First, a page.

Tier III Winter 2003 Schools Through Film: Historical and Contemporary Perspectives Dr. A. Ward Randolph

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Tier III Winter 2003 Schools Through Film: Historical and Contemporary Perspectives Dr. A. Ward Randolph Day: W Office: 248 McCracken Hall Time: 4:00-8:00 Office Phone: Place: 225 Alden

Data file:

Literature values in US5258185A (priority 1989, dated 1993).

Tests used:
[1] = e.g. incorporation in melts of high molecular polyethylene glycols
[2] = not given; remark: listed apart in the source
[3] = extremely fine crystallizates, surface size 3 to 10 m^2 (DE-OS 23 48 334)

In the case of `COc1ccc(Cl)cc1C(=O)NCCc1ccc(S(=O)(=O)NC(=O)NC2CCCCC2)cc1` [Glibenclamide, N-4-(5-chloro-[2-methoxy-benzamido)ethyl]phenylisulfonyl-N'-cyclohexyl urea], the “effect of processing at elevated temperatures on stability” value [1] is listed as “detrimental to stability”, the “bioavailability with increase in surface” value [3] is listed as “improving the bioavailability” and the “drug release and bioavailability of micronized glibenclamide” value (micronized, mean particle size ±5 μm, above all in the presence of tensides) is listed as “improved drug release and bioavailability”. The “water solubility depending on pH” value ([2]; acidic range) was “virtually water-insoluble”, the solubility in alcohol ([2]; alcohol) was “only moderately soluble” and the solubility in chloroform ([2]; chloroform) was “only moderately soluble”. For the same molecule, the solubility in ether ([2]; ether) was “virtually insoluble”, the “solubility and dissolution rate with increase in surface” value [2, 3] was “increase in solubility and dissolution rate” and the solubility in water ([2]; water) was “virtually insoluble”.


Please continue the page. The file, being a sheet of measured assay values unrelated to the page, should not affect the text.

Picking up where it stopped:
Tier III Winter 2003 Schools Through Film: Historical and Contemporary Perspectives Dr. A. Ward Randolph Day: W Office: 248 McCracken Hall Time: 4:00-8:00 Office Phone: Place: 225 Alden Office Hours: 3:10-6:10 M, 12:00-1:00 W & By Appointment Course Description and Objectives This course is designed to provide students with an understanding of the historical and contemporary issues related to educating youth in schools. The literature for this course is interdisciplinary and will be drawn from many disciplines such as political science, history, sociology and education. Students are expected to not only garner knowledge from an interdisciplinary perspective but be able to apply that knowledge in acquiring synthesis. In turn, students will be able to articulate critical thinking through the usage of an interdisciplinary model to analyze education in different schools and at different levels as depicted through historical and contemporary films. Students in the course will address several questions. What is education? What has been the historical purpose of schooling in communities? What makes the political process different for schools in suburban, rural, or urban contexts? What social variables either impede or enhance the education of students in past and present communities? What impact does cultural, racial, gender or class diversity have on education? What role can teachers, administrators, parents, and policy makers play in creating exemplary and effective schools, social policy, and political access in school districts? History, political science, sociology and education form an interdisciplinary helix that is at the very core of understanding education. Consequently, a major goal of this course is for students to learn to assess, analyze, think and apply interdisciplinary knowledge to a historical problem in the field of education. Unequal power is depicted in films about schools. The educational process has not yet successfully taught us how to overcome our differences, but has reinforced dominant systems of differences. Thus, another goal of this course is for students to garner a historical, theoretical and practical knowledge of the educational and schooling experiences of people within the culturally, racially, and economically diverse contexts in which schools exists. Lastly, students will learn to further develop critical thinking and analytical practices and obtain the following objectives: -Be able to explicate the historical development of schools -Be able to discuss the different genres of films addressing schools -Be able to understand how different contexts produce different schools -Be able to explain the many factors that impact schools and learning Upon completion of this course, students will have a sound foundation for analyzing schools. Required Books: Course Requirements Aldridge, J. & Goldman, R. (2002). Current Issues & Trends in Education. Boston: Allyn & Bacon. 1 Anyon, J. (1995). Social Class and the Hidden Curriculum of Work. In Justice, Ideology and Education. Edward Stevens, Jr., & George H. Wood, Eds. New York: McGraw-Hill. pp Butchart, R. & McEwan, B. (1998). Classroom Discipline in American Schools: Problems and Possibilities for Democratic Education. New York: SUNY Press. Haberman, M. (1994). The Pedagogy of Poverty Versus Good Teaching. In Transforming Urban Education. Joseph Kretovics & Edward J. Nussel, Eds. pp Irvine, J. J. & York, D. E. (1993). Teacher Perspectives: Why Do African-American, Hispanic and Vietnamese Students Fail? In Handbook of Schooling in Urban America. Stanley William Rothstein, Ed. pp McIntosh, P. (1992). White Privilege and Male Privilege: A Personal Account of Coming to See Correspondences Through Work in Women s Studies. In Race, Class and Gender: An Anthology. Margaret L. Andersen and Patricia Hill Collins, Eds. pp Recommended Reading: Altenbaugh, R. (2003). The American People and Their Education: A Social History. Columbus, OH: Merrill Prentice Hall. Attendance Policy Student Responsibilities Regular attendance is required. Students are responsible for attending and participating in every class unless an appropriate excuse is presented to the professor prior to the missed class. Two or more absences will negatively effect a student s grades by one-half a letter grade. Note: a combination of any two tardies or early departures constitutes one absence. If you leave at the break, then you will be considered absent for the whole day. Assignment Policy You are responsible for all assignments whether you are present or not. All assignments must be typed, free from grammar, spelling errors, and turned in on time. Assignments turned in that have not been proofread for writing errors will be penalized accordingly. Late papers will be penalized 20% of their point value. Cheating on assignments or examinations will result in an automatic F (0 points) on the exam, quiz or assignment. Participation Policy Learning is a social process. Besides attending class regularly, you are expected to contribute to class discussions, debates, etc., and to be prepared for every assignment. It is not possible to participate in class discussions or lessons AND carry on a private conversation at the same time. Finally, quality class participation is worth 10% of your final grade. 2 Changes and Accommodations This syllabus represents a tentative indication of how the course will be organized. The Professor reserves the right to alter the syllabus based upon unexpected circumstances. Also, please inform the Professor as soon as possible if your learning needs are different because of a learning or a different ability. Class Assignments This class will consist of a school biography, a responsive journal, in-class writing, a midterm, and a final. All of the assignments are designed to assist students in examining what they know about schools, their own schooling experiences, and how films have influenced their understanding of schools. Additionally, students will earn participation points for in-class assignments, debates, etc. All students are required to complete the following assignments: 1. Film Journal 80 points School Autobiography 20 points Midterm 100 points 4. Final 100 points 5. Participation 10% of grade Total 330 points Film Journal The film journal consists of your responses to the films viewed in class. For each film, you will be expected to address specific criteria about the film. Additionally, you will be expected to provide your own analysis of the film. Each journal entry should be typed, double-spaced and use a inch font, and follow the grading criteria rubric. A title page should accompany journal entry. They should be numbered consecutively. School Autobiography The purpose of this assignment is for you to gain a deeper understanding of who you are, how you came to be the way you are, and what is significant about your life experiences, particularly your educational experiences which constitute the terministic screen from which you view the world. This process disentangles for you not only why you do what do, but also how your education has fostered the way you think. In other words, what is your own personal theory of thought and action? This theory serves as the basis for all of our actions particularly our thought processes when we encounter difference. Thus, this essay is designed to assist you in understanding and reflecting, upon who you are and understand what premises, biases or assumptions you may take into the world with you based on your educational experience. The key is critical reflection and examination of your elementary, secondary and even college education and the context in which they occurred. This assignment should be between 6-8 pages, double-spaced, inch font, and follow the rubric. Midterm The midterm will be in an essay format and contain short answer identifiers on key concepts in from the course readings, and the films. Students will be required to choose between identifiers. Also, there will be a choice of essays as well as an essay all students will be required to answer unless otherwise indicated by the Professor. 3 Final The final will be an essay exam covering the later part of the course unless otherwise indicated by the professor. It will be in the same format as the midterm. Discussion Each student will be required throughout the quarter to lead the discussion for the class: to foster dialogue and discussion amongst the class. Each student must sign up for one day to be the facilitator of class discussion. Please pick something that you really want to learn about, and engage your classmates in discussing. Course Readings Calendar Week 1: January 8: Introduction of class and concepts; Butchart & McEwan: Introduction & Chapter 1; Aldridge & Goldman Chapter 1 Film: Schools Vol. I & II Week 2: January 15: Butchart & McEwan: Chapter 2; Aldridge & Goldman Chapter 2 Film: Blackboard Jungle Week 3: January 22: Butchart & McEwan ; Chapter 3 Aldridge & Goldman: Chapter 3 Anyon Reading Film: Up the Downstairs Case Week 4: January 29: Butchart & McEwan: Chapter 4 Aldridge & Goldman:Chapter 5 Irvine & York Reading Film: Teachers Week 5: February 5: Butchart & McEwan: Chapter 5 Aldridge & Goldman: Chapter 4, 9 & 11 Film: Ruby Bridges & Eyes on the Prize: Fighting Back Week 6: Midterm: February 12: Midterm Week 7: February 19: Butchart & McEwan: Chapter 6 Aldridge & Goldman: Chapter 7 Haberman Reading Film: Stand & Deliver Week 8: February 26: Butchart & McEwan: Chapter 7 Aldridge & Goldman: Chapter 8 McIntosh Reading Film: Cheaters 4 Week 9: March 5: Butchart & McEwan: Chapter 8 Aldridge & Goldman: Chapter 10 & 12 Film: Finding Forrester Week 10: March 12: Butchart & McEwan: Chapter 9 & Conclusion Aldridge & Goldman: Chapter 6 Film: Music of the Heart Review, Evaluations and Closure Week 11: Finals Week - Exam on Monday March 17 th at 12:20 p.m. Student Facilitation Schedule Week Topic Students Grading Scale A 282 A- 270 B+ 261 B 252 B- 240 C+ 231 C 222 5 C- 210 D+ 201 D 192 D- 180 F 179 Note: Up to 30 points will be added for participation for a total of 330 possible points Grading Criteria Scoring Rubric For All Papers DIMENSION Exemplary = A- (90 ) Satisfactory = B- (80 ) Inadequate = C- (70 ) SUBSTANCE States purpose of paper Includes statement of explicitly and early on. purpose of the paper. ORGANIZATION MECHANICS Addresses all specifics AND creates an engaging and interesting read for the audience. Integrates and applies ideas of numerous authors. Analyzes from multiple perspectives. Uses transitions to ensure flow among sub-sections. Includes many citations and uses APA style correctly. Uses own words to synthesize others ideas. Communicates coherence of subject at hand and structures ideas succinctly throughout the paper. Submits paper on due date without plastic or other covers. Addresses all specifics in syllabus. Applies ideas of several authors. Analyzes and employs low-inference interpretations. Employs sub-headings to identify introduction, sub-topics, and conclusions. Cites intermittently from reader/text. Balances use of direct quotes and own paraphrases. Writes intelligibly, with few to no technical errors. Articulates ideas concisely. Proofreads before submitting, and numbers pages. Assumes reader knows why this paper was written. Addresses some specifics in syllabus. Draws primarily from own perspective. Opines, describes, and employs high-inference interpretations. Digresses from topic. Rambles, with little discernible flow to the paper. Few Citations. Sprinkles some direct quotations of other authors around. Includes hyperbole, typos, colloquialisms, vague or sexist language, grammatical or typing errors. Relies on lengthy sentences with multiple sub-clauses. 6